Texas Bankruptcy Court Upholds Attorney-Client Privilege for Bankuptcy Debtors

by Craig Andresen, Minneapolis, MN, Bankruptcy Attorney

January 13, 2013

485424742_aa3739630b_mIn re McDowell, No. 12-31231 (Bky.S.D.Tex. Nov. 16, 202), involved a married couple who filed a chapter 7 bankruptcy case.  After the U.S. Trustee filed a motion seeking dismissal of the case under section 707(b), the debtors filed an amended Schedule I, listing different figures for some of their living expenses.  The U.S. Trustee then filed a motion requesting that the debtors turn over copies of all documents and notes used in the preparation of their bankruptcy case filing.

The debtors opposed this motion, responding that attorney-client privilege, and the doctrine of attorney work product, protected the documents from being disclosed to the U.S. Trustee.

Three documents were at issue: first, the Client Information Worksheet used by the law firm representing the debtors; second, the Schedule F listing the debtors’ creditors and filled out mostly by hand by the debtors; and third, the Schedule F with the lawyer’s handwritten notes for each creditor.

The court noted that for the attorney-client privilege to apply, the communication must have (1) been made to a lawyer, (2) for the purpose of obtaining legal services or advice, and (3) with the intent that the communication be confidential.

The court next turned to the oft-cited case U.S. v. White, 950 F.2d 426 (7th Cir.1991), in which the Seventh Circuit U.S. Court of Appeals held that because the debtor in a bankruptcy case expects that the information provided to a lawyer will be disclosed in a public bankruptcy filing, there can be no expectation of confidentiality, and therefore such information or documents are not protected by the attorney-client privilege.  The court in the present case found that the White case “exhibits a fundamental lack of understanding about the bankruptcy process,” and declined to follow it.  Accordingly, the Client Information Worksheet was protected by attorney-client privilege and did not have to turned over to the U.S Trustee.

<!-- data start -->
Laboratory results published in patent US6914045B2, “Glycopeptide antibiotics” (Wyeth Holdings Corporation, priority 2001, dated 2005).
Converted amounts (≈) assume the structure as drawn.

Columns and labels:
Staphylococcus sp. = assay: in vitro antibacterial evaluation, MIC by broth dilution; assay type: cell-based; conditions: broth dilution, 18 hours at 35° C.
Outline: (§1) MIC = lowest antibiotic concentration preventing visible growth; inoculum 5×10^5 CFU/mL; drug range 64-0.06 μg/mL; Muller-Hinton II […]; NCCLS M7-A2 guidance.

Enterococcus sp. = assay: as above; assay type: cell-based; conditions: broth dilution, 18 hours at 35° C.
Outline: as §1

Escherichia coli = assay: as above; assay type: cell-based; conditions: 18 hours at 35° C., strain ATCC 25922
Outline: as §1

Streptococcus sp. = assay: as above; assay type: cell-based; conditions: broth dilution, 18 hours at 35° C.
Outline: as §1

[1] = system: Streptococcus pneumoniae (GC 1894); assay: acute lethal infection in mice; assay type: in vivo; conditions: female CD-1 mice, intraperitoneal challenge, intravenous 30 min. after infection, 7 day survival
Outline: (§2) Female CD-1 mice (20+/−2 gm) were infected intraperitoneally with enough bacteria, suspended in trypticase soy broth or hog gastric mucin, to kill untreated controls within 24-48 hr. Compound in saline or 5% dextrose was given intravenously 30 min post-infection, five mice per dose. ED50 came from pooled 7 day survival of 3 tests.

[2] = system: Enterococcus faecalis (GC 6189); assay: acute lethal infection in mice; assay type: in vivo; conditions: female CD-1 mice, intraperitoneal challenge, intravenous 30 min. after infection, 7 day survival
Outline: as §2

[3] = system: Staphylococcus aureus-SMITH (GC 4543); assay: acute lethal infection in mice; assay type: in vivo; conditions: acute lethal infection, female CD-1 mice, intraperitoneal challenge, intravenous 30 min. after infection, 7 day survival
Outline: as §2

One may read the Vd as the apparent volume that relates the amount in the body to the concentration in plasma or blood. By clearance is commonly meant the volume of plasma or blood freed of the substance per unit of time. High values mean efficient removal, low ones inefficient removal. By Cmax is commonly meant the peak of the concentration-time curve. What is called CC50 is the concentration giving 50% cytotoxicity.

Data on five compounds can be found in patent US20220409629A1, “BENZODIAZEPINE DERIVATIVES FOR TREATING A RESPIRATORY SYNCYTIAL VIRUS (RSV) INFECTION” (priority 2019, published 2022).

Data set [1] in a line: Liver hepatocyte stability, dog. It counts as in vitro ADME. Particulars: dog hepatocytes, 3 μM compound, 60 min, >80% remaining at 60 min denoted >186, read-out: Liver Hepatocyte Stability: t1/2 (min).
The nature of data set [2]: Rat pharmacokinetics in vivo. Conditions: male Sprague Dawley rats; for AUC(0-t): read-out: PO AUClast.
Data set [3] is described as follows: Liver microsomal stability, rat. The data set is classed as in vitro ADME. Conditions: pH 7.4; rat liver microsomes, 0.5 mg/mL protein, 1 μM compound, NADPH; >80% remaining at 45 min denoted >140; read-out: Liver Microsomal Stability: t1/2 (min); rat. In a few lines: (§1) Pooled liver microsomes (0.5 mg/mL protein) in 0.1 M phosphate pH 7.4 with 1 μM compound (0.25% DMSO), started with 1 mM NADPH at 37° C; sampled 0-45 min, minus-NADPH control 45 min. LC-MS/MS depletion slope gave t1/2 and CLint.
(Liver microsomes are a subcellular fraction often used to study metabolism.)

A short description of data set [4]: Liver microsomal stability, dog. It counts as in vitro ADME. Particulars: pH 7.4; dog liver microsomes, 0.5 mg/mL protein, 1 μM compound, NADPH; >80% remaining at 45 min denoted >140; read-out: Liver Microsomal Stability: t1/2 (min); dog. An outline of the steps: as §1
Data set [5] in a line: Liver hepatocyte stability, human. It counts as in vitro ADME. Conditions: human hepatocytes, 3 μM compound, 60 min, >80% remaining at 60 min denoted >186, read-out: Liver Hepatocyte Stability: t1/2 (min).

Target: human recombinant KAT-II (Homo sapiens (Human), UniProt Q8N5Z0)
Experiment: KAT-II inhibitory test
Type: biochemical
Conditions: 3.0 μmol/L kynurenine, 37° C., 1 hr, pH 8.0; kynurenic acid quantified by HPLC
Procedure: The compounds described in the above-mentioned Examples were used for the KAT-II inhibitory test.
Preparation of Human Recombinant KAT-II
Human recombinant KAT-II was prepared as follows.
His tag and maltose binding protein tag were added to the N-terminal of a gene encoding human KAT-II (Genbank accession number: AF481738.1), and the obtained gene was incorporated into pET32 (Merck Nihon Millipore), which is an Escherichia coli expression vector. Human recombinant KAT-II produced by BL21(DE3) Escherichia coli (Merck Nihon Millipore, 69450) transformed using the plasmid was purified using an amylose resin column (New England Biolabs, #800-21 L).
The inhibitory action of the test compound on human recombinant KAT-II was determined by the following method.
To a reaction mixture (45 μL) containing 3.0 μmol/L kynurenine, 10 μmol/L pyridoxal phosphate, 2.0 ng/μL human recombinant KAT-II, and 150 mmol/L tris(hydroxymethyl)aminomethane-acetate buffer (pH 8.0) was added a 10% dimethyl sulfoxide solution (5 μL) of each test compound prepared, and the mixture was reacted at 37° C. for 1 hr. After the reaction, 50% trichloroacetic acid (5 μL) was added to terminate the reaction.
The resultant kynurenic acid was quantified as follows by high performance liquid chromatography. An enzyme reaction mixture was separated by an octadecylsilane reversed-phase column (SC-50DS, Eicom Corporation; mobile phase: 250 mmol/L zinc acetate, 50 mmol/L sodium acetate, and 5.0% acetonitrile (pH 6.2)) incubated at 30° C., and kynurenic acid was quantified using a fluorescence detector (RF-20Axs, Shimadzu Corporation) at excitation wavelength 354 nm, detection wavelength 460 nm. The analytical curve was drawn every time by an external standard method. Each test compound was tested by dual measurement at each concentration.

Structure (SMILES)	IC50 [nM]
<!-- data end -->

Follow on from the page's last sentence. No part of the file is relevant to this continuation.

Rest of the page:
However, the debtors did not testify about their expectation of confidentiality regarding their handwritten Schedule F.  The court therefore ruled that they had not met their burden of proving that this document was protected.

The court also held that the Client Information Worksheet, and the Schedule F containing the lawyer’s handwritten notes, were protected by the attorney work product privilege.  These documents contained extensive notes made by the lawyer in anticipation of the bankruptcy filing.

The McDowell case shows that courts are increasingly willing to limit the White case to its unusual facts and uphold the attorney-client privilege in bankruptcy cases.

Image credit: vaXzine’s photostream, Flickr.

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Craig W. Andresen is a consumer bankruptcy lawyer in Bloomington, Minnesota, with 22 years’ experience in consumer and small business bankruptcy cases. He is the Minnesota chair of the National Association of Consumer Bankruptcy Attorneys, and is a member of the Minnesota State Bar Association’s Bankruptcy Section. Mr. Andresen lectures often on the topic of consumer bankruptcy at local and national legal seminars.

Last modified: January 13, 2013